+I assume that's a bug.  All of the containers (including list) use
+Count_Type to indicate cardinality.
+
+****************************************************************
+
+From: Pascal Leroy
+Sent: Friday, April 22, 2005  2:54 AM
+
+Agreed, this needs fixing.
+
+****************************************************************
+
+From: Matthew Heaney
+Sent: Thursday, April 21, 2005  8:32 PM
+
+In the latest AI-302 draft, A.18.7 (Sets) says:
+
+START OF QUOTE:
+
+procedure Replace_Element 
+  (Container : in Set;
+   Position  : in Cursor;
+   By        : in Element_Type);
+
+If Position equals No_Element, then Constraint_Error is propagated. If
+Position does not designate an element in Container, then Program_Error is
+propagated. Otherwise, the element designated by Position is tested for
+equivalence to By; if they are found to be equivalent, Replace_Element
+assigns By to the element designated by Position. Otherwise, the element
+designated by Position is removed from the container, then By is inserted
+into the container. If the insertion fails, Program_Error is propagated.
+
+END OF QUOTE:
+
+MJH:
+
+Should the Position parameter have mode inout?  If By isn't equivalent to
+the element designated by Position, then the node is deallocated, which
+would leave Position with a dangling reference.
+
+As it stands now, unless there's an exception (because the insertion
+failed), then this operation is silent about the fact that the element's
+node was deallocated.  The caller might have a dangling cursor, or he might
+not, and he has no way of knowing.
+
+Furthermore, if the insertion fails, then the cardinality of the set would
+have changed, since that node would have been deleted from the set.  Yet the
+set is passed using in-mode, so really we have no way of doing what is even
+specified here.  I thought the point of passing the container as a parameter
+was because Replace_Element was like an optimized Delete followed by Insert,
+both of which change cardinality.
+
+Thinking about it more, the behavior of this operation is inconsistent with
+Insert.  If we attempt to Insert an item, and an equivalent item is already
+in the set, then in the 4-parameter Insert we pass back a Boolean that has
+the value False, and in the 2-parameter Insert, we raise Constraint_Error.
+
+There are really 3 outcomes:
+
+(1) By is equivalent to the element on the node designated by Position, so
+we assign By to that element (and the assignment succeeds).
+
+(2) By is not equivalent to the element on the node designated by Position,
+so we delete the node from the set, insert By into the set, and the
+insertion succeeds (because there's no other element in the set equivalent
+to By).
+
+(3) By is not equivalent to the element on the node designated by Position,
+so we delete the node from the set, and attempt to insert By into the set,
+but the insertion fails (because there's an element already in the set
+equivalent to By).
+
+Throw in the fact that in (1) the assignment step can fail, and in (2) and
+(3) the Delete step can fail during deallocation of the node, and the
+Insertion step can fail because of allocation or initialization failure, and
+that's even more possibilities.
+
+This operation is confusing, error-prone, and dangerous.  The only benefit
+seems to be that in some situations it avoids having to perform a search.
+
+In any event here are some ideas.  Suppose that this operation is analogous
+to the 4-parameter Insert.  Then we'd have:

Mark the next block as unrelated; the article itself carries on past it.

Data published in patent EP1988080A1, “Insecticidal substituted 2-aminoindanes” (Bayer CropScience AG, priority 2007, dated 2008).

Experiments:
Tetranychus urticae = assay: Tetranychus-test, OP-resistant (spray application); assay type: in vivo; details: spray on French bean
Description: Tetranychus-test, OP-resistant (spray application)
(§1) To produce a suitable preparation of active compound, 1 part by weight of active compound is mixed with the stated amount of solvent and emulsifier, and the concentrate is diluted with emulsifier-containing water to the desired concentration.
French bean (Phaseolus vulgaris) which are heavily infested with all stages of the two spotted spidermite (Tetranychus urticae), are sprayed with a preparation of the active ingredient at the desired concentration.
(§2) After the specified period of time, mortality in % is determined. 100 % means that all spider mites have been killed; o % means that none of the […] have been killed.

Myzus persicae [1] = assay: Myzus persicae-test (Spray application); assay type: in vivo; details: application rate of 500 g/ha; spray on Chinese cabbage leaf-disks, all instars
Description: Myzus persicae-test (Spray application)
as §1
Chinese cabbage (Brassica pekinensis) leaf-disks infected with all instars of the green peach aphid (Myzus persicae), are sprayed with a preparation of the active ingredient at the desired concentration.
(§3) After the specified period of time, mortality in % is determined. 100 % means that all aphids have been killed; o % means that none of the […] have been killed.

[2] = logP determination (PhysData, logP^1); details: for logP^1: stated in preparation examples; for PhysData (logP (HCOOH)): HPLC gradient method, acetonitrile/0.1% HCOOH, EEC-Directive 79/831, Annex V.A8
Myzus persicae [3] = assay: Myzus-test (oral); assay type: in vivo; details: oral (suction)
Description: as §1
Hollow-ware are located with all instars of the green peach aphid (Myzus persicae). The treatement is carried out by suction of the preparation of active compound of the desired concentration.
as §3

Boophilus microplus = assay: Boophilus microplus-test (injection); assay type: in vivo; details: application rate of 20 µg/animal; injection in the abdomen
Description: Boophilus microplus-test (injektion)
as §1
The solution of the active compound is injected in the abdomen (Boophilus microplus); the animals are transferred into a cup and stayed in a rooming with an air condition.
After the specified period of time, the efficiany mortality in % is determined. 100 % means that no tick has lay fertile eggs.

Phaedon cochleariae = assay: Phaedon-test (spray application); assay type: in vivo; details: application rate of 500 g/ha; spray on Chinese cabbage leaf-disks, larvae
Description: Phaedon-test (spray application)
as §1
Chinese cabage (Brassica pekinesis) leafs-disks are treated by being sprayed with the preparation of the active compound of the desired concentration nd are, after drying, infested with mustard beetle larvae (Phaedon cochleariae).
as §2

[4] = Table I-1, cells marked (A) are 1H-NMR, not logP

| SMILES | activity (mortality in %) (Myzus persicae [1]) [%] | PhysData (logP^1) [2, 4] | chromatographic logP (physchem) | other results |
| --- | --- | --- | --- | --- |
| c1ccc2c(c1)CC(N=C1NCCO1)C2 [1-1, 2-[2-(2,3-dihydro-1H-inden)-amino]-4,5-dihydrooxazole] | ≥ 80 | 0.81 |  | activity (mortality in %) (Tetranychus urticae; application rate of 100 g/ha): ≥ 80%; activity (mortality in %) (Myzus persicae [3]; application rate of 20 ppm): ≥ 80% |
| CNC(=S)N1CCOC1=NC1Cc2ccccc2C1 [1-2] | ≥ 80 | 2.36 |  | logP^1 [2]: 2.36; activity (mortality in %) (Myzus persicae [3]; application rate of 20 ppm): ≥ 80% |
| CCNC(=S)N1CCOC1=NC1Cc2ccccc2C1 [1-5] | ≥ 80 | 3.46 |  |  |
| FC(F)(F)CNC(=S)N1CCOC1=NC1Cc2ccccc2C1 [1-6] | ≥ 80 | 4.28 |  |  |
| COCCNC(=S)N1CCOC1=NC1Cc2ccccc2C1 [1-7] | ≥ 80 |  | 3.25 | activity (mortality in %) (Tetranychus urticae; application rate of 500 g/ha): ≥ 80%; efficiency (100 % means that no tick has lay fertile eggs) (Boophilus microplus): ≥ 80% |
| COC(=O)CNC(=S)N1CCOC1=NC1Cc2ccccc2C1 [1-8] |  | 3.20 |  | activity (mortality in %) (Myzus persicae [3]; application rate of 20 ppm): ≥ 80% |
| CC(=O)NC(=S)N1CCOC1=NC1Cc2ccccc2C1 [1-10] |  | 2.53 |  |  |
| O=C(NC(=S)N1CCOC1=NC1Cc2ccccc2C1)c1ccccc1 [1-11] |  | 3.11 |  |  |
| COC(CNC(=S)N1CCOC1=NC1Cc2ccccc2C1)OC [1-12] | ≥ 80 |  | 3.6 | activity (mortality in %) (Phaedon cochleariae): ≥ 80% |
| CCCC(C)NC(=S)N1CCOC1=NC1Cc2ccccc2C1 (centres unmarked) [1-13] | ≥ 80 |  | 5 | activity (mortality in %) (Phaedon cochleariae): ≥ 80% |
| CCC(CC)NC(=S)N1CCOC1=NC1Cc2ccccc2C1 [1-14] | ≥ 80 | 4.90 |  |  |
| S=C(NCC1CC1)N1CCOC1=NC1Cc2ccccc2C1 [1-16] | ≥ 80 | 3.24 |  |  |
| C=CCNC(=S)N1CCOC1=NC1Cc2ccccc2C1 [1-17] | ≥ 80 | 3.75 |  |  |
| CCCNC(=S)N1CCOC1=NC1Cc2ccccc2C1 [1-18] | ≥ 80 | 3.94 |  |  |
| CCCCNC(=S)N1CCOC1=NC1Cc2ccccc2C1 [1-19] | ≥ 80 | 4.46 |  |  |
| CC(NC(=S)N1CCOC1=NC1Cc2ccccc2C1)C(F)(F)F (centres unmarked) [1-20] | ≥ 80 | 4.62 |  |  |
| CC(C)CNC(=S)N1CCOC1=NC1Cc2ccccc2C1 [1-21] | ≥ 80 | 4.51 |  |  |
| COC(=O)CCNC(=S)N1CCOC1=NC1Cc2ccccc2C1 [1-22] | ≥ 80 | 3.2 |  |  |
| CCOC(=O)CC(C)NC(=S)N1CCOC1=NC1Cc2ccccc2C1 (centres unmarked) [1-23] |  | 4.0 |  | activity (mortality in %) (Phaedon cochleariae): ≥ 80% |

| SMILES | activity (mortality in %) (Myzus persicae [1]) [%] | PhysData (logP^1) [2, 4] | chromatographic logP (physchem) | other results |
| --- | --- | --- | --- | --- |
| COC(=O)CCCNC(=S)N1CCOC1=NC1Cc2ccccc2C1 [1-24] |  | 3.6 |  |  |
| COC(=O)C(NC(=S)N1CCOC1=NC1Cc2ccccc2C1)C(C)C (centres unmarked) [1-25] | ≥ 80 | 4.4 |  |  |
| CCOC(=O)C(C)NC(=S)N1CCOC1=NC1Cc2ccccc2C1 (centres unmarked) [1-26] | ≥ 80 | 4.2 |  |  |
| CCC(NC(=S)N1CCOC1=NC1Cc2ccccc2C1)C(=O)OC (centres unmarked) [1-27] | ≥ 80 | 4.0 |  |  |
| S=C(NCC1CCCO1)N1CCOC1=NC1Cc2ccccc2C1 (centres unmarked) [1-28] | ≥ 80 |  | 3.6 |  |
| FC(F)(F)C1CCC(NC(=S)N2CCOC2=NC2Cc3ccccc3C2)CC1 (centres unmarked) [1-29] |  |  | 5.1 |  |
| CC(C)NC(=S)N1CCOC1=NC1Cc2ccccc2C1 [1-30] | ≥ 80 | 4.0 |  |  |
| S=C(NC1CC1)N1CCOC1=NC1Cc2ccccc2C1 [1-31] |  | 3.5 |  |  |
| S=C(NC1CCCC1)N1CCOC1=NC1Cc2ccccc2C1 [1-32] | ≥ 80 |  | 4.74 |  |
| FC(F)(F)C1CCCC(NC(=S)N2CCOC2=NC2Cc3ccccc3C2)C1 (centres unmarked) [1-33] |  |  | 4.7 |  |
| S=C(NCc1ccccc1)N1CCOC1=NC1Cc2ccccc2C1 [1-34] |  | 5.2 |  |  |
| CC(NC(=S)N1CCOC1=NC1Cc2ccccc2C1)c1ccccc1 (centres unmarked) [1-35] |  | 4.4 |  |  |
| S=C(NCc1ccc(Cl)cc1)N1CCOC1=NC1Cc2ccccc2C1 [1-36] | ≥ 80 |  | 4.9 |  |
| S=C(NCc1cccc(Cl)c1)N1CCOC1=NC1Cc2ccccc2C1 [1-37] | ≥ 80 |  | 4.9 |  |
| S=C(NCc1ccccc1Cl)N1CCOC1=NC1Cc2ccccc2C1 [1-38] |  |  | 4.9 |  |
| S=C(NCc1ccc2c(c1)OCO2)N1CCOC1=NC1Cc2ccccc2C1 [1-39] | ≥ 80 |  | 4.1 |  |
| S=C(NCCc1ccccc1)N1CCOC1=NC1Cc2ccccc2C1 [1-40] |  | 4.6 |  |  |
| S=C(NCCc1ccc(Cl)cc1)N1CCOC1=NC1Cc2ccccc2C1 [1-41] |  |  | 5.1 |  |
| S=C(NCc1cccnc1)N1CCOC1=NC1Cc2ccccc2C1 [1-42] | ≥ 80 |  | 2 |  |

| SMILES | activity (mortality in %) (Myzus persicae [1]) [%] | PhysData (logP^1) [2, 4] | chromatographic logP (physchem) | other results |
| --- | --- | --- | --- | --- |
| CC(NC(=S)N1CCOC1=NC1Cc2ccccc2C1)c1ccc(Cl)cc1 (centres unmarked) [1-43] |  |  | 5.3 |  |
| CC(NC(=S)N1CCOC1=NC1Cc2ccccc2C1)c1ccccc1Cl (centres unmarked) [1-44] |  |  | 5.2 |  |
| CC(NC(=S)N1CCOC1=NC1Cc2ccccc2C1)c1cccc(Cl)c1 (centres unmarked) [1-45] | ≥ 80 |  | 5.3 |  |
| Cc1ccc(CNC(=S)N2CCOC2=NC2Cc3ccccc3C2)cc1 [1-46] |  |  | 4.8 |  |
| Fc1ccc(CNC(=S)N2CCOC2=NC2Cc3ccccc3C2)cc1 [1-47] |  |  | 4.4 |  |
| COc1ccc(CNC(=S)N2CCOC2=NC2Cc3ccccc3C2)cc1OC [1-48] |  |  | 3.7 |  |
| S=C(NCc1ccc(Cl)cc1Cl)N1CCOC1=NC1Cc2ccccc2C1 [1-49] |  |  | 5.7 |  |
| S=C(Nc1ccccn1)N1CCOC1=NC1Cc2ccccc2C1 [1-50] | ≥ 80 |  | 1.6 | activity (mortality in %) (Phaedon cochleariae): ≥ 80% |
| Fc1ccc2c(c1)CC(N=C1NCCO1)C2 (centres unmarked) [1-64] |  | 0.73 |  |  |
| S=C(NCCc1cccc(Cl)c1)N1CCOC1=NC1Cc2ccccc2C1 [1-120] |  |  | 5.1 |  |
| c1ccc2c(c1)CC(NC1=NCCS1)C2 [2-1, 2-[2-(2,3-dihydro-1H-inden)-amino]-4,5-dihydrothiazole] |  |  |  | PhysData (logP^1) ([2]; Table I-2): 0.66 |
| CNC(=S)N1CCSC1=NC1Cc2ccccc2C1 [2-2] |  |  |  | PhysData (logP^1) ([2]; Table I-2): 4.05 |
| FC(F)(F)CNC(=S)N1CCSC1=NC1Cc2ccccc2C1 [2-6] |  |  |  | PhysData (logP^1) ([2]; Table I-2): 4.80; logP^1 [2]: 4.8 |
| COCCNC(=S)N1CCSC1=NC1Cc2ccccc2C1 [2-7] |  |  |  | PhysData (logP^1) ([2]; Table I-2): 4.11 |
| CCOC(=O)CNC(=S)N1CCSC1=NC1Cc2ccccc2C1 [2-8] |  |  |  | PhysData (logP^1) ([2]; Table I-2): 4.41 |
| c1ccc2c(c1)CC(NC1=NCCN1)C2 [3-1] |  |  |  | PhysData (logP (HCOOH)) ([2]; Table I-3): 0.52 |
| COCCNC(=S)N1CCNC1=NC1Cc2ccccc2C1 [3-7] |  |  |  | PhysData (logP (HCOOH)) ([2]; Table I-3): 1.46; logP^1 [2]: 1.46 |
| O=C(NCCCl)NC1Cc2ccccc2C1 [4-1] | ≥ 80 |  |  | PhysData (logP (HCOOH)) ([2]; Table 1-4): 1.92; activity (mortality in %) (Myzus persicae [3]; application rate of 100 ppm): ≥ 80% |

+
+procedure Replace
+  (Container : in out Set;
+   New_Item  : in     Element_Type;
+   Position  : in out Cursor;
+   Replaced  :    out Boolean);
+
+If New_Item is equivalent to the element designated by Position, then we
+assign New_Item to the element, and return the value True for Replaced.
+
+If New_Item is not equivalent to the element, then we delete the node
+designated by Position, and attempt to insert New_Item.
+
+If New_Item is equivalent to some other, already-existing element, then
+insertion fails.  So Position is set to the matching node, and Replaced is
+set to False.  In this case, the cardinality of the set has changed.
+
+If New_Item is not equivalent to another element, then the insertion
+succeeds.  So Position is set to the newly inserted node, and Replaced is
+set to True.
+
+In both cases when Replaced has the value True, then New_Item is in the set,
+and Position designates its node.  The difference between the two cases is
+that Position designates an already-existing node, or a newly-inserted node.
+The cardinality doesn't change.
+
+In the case when Replaced is False, it's because we deleted the node, but
+were unable to insert New_Item in the set.  The cardinality also changed.
+
+How does that sound?
+
+ENDMJH.
+
+****************************************************************
+
+From: Pascal Leroy
+Sent: Friday, April 21, 2005  4:21 AM
+
+> Should the Position parameter have mode inout?  If By isn't 
+> equivalent to the element designated by Position, then the 
+> node is deallocated, which would leave Position with a 
+> dangling reference.
+
+I don't see this.  The wording says that the element is removed, not that
+the node is deallocated (node being essentially in implementation notion).
+
+I haven't looked at your implementation, but I would assume that the node
+contain (1) a bunch of pointers and other data useful for maintaining the
+set efficiently; and (2) the element value (in the definite case) or a
+pointer to the element value (in the indefinite case).
+
+In the definite case, the new element should just be stored in the node.
+In the indefinite case the element should be deallocated and the new value
+reallocated, and its pointer stored in the node.  In neither case should
+the node be deallocated.  Of course, the node may need to be moved to
+another location in the hash table/binary tree/whatever, but that's done
+by moving pointers, not by allocation/deallocation.
+
+So I don't think that the cursor can become invalid as part of this
+operation.
+
+> Furthermore, if the insertion fails, then the cardinality of